Can I get both a stipend and academic credit for my project?
You may not receive both a stipend and credit for the same research during the same time period.
If you decide to do an Undergraduate Research Award (URA) project for credit (which is arranged through your department, not the Hamel Center), you are not eligible for a stipend. You are, however, eligible for an expense award up to $600. If you will not be doing research for credit, you may apply for both a stipend and an expense award.
The SURF program offers a $4000 stipend, with the expectation that you will be conducting your research full-time for 10 weeks during the summer. As a SURF recipient you are also eligible for up to $600 in expenses, but you may not receive academic credit for your work.
Where do I find a faculty mentor?
There are a number of ways to get help in identifying a mentor. Staff members at the Hamel Center will be happy to talk with you about your interests and about potential mentors and put you in contact with the undergraduate research liaison for your department. You can also ask a favorite professor, your advisor, or department chair. If you already know of a faculty member whose research interests you, talk directly to him or her. Finally, take a look at the website for your department; many websites list the research interests of individual faculty members. You can also browse Find Scholars @ UNH, a searchable database of research at UNH, including faculty profiles.
Do I have to work on the same research as my mentor?
Not necessarily. While some students apply for support to work as part of a laboratory or other team doing research directly linked to that of a faculty member, others are interested in doing a more independent project. As long as your faculty mentor is sufficiently knowledgeable of and interested in your topic—and your plan is reasonable and clearly described—you should be able to pursue your project.
Does my research have to be “scientific?”
No. Students from all disciplines are encouraged to apply to the Hamel Center for support of their research, scholarly, and creative projects. Take a look at the profiles of former participants and see for yourself the variety of fields represented.
What is the time commitment involved in doing a Hamel Center-supported project?
It depends. SURF recipients are expected to spend ten weeks doing full-time research; however, the summer may in fact be part of a longer period of research (or scholarly or creative activity). Similarly, as a URA recipient you will undoubtedly spend at least a semester on your project—just as you would a regular course—but in fact you may be involved in a project that extends beyond a semester. Talk with a Hamel Center staff member if you have questions about your particular situation.
Can I receive support for senior thesis research?
Yes, many students receive support for work that is preparation for or part of their senior thesis project.
I’m a senior. Can I apply for a SURF award?
One of the requirements of SURF is that you will be returning to campus for at least one semester after completion of the program (in part because another requirement is that you share your experience and findings in an appropriate forum—often on campus). So if you will be a first semester senior in the spring semester, you can apply to participate in SURF during the summer. If you will be graduating in May, you are not eligible for SURF and might instead consider applying for an Undergraduate Research Award (URA) for research to be conducted before you graduate.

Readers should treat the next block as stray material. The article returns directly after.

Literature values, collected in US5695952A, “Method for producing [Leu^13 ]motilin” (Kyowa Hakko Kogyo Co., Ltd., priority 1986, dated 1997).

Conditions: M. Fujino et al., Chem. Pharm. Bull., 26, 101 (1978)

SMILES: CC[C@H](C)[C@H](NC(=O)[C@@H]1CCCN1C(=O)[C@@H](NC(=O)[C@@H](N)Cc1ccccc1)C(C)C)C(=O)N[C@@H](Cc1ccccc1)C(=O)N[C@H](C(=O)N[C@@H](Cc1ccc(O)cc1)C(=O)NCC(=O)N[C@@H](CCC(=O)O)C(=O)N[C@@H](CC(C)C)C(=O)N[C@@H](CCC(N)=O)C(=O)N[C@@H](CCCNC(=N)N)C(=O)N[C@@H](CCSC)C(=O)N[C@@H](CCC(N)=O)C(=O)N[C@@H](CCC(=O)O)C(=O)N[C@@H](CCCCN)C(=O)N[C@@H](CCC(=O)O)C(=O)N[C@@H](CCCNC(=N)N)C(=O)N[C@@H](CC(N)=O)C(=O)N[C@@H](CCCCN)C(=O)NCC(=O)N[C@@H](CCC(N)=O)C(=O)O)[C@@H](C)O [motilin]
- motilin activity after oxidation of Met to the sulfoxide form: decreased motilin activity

How competitive is the application process?
The Hamel Center does not fund a set number of projects or have quotas for projects from different areas of study. If you follow the proposal guidelines, write a clear proposal for a “doable” project, meet the eligibility requirements, and have the strong support of a faculty mentor, your chances of being supported are excellent.
Where can I present the results of my project?
Sharing your experience and findings is a valuable part of the research, scholarly, or creative process. You can do this on campus in a department forum, in a class, or at the annual Undergraduate Research Conference in the spring. Depending on your project, you may choose to give an oral presentation, be part of a poster session, or stage a performance. You may also want to submit a report of your project to Inquiry journal, UNH’s online undergraduate research journal. Some students present their findings at conferences or professional meetings off campus—and receive a Research Presentation Grant from the Hamel Center for some of their expenses. IROP recipients participate in a special International Undergraduate Research Symposium held during the fall after their return.
What is the difference between the International Research Opportunities Program (IROP) and traditional study abroad programs?
IROP (a nine-week research program) presents undergraduates with significant challenges and rewards different from traditional study abroad opportunities. The central difference is independence.
During their junior year, IROP grant awardees prepare with their UNH mentors to travel, unaccompanied, to their research sites abroad in the summer preceding their senior year. At the research site, these student researchers work under the direction of their “foreign mentor.” Unlike UNH managed programs, however, there is neither a UNH-affiliated on-site faculty director nor other UNH students to cushion the experience of another culture. Management of both research project and daily life in another country are the sole responsibility of the student.
The rewards of this autonomy are considerable. IROP grant recipients regularly report new confidence and self-determination as the most valuable aspects of an international research experience.